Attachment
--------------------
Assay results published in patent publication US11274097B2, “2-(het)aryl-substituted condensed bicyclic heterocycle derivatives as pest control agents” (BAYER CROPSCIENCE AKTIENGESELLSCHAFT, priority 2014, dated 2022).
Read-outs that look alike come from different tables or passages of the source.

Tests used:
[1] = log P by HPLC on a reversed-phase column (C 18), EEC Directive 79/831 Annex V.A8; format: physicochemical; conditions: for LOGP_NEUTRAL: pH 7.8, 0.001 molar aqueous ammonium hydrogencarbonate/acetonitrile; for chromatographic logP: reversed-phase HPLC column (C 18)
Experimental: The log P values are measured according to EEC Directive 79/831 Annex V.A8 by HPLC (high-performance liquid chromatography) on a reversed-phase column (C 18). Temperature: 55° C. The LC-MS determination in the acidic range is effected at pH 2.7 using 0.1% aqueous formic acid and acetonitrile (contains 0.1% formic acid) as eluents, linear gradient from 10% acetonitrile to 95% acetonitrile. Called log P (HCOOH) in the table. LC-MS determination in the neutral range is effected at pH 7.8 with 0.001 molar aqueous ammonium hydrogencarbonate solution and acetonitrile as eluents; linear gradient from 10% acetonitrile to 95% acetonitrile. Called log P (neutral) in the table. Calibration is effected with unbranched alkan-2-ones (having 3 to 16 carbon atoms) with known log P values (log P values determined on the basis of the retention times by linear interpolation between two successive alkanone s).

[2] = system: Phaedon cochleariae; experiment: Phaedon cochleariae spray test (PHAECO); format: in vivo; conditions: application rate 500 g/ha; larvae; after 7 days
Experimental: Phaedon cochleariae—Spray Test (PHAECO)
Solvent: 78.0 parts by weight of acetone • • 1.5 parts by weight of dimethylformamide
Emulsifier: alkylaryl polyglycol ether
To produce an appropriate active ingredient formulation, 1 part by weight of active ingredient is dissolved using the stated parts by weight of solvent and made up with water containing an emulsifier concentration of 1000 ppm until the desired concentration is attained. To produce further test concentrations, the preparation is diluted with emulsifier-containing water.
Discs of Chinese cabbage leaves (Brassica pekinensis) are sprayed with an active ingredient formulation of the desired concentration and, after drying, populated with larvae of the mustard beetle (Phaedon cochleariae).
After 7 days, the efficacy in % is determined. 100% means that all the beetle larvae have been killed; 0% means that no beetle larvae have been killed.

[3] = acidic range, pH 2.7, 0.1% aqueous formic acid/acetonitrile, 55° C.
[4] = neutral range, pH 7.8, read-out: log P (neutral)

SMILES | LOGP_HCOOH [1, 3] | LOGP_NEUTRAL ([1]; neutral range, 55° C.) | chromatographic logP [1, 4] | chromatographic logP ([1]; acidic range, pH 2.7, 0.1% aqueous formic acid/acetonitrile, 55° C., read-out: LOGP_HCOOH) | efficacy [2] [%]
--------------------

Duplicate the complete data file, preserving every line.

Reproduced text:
Assay results published in patent publication US11274097B2, “2-(het)aryl-substituted condensed bicyclic heterocycle derivatives as pest control agents” (BAYER CROPSCIENCE AKTIENGESELLSCHAFT, priority 2014, dated 2022).
Read-outs that look alike come from different tables or passages of the source.

Tests used:
[1] = log P by HPLC on a reversed-phase column (C 18), EEC Directive 79/831 Annex V.A8; format: physicochemical; conditions: for LOGP_NEUTRAL: pH 7.8, 0.001 molar aqueous ammonium hydrogencarbonate/acetonitrile; for chromatographic logP: reversed-phase HPLC column (C 18)
Experimental: The log P values are measured according to EEC Directive 79/831 Annex V.A8 by HPLC (high-performance liquid chromatography) on a reversed-phase column (C 18). Temperature: 55° C. The LC-MS determination in the acidic range is effected at pH 2.7 using 0.1% aqueous formic acid and acetonitrile (contains 0.1% formic acid) as eluents, linear gradient from 10% acetonitrile to 95% acetonitrile. Called log P (HCOOH) in the table. LC-MS determination in the neutral range is effected at pH 7.8 with 0.001 molar aqueous ammonium hydrogencarbonate solution and acetonitrile as eluents; linear gradient from 10% acetonitrile to 95% acetonitrile. Called log P (neutral) in the table. Calibration is effected with unbranched alkan-2-ones (having 3 to 16 carbon atoms) with known log P values (log P values determined on the basis of the retention times by linear interpolation between two successive alkanone s).

[2] = system: Phaedon cochleariae; experiment: Phaedon cochleariae spray test (PHAECO); format: in vivo; conditions: application rate 500 g/ha; larvae; after 7 days
Experimental: Phaedon cochleariae—Spray Test (PHAECO)
Solvent: 78.0 parts by weight of acetone • • 1.5 parts by weight of dimethylformamide
Emulsifier: alkylaryl polyglycol ether
To produce an appropriate active ingredient formulation, 1 part by weight of active ingredient is dissolved using the stated parts by weight of solvent and made up with water containing an emulsifier concentration of 1000 ppm until the desired concentration is attained. To produce further test concentrations, the preparation is diluted with emulsifier-containing water.
Discs of Chinese cabbage leaves (Brassica pekinensis) are sprayed with an active ingredient formulation of the desired concentration and, after drying, populated with larvae of the mustard beetle (Phaedon cochleariae).
After 7 days, the efficacy in % is determined. 100% means that all the beetle larvae have been killed; 0% means that no beetle larvae have been killed.

[3] = acidic range, pH 2.7, 0.1% aqueous formic acid/acetonitrile, 55° C.
[4] = neutral range, pH 7.8, read-out: log P (neutral)

SMILES | LOGP_HCOOH [1, 3] | LOGP_NEUTRAL ([1]; neutral range, 55° C.) | chromatographic logP [1, 4] | chromatographic logP ([1]; acidic range, pH 2.7, 0.1% aqueous formic acid/acetonitrile, 55° C., read-out: LOGP_HCOOH) | efficacy [2] [%]